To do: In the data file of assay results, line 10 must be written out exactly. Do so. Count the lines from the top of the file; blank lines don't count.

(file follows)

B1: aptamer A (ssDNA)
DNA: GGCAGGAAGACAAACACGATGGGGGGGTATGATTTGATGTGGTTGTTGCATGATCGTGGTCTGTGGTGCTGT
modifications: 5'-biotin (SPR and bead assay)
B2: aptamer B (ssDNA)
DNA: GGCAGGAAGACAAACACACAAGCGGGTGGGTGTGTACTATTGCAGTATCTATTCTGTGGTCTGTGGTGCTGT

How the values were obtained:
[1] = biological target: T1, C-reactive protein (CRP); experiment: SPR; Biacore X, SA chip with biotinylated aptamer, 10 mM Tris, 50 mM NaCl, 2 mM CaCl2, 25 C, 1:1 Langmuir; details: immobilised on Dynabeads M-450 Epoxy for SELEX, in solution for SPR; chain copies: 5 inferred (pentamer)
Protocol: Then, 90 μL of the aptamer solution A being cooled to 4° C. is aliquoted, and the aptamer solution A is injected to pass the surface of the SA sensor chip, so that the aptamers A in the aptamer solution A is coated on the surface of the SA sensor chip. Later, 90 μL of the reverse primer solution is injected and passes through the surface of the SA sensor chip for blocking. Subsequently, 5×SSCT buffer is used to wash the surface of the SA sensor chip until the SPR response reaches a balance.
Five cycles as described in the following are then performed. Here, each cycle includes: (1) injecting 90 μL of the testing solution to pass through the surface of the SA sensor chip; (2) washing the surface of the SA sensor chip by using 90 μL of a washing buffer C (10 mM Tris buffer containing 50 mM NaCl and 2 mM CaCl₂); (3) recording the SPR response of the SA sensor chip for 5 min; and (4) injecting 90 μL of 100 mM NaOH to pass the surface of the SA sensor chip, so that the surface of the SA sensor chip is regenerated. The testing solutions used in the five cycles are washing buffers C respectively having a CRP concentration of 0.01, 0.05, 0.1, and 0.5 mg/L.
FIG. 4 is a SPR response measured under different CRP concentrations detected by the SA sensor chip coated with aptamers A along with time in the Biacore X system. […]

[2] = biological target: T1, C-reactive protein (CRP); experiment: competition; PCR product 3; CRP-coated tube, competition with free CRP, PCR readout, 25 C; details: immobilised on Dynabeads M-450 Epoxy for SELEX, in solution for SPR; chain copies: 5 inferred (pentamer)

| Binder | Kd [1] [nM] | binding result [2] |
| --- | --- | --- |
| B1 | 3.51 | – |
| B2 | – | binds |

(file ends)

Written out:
FIG. 4 is a SPR response measured under different CRP concentrations detected by the SA sensor chip coated with aptamers A along with time in the Biacore X system. […]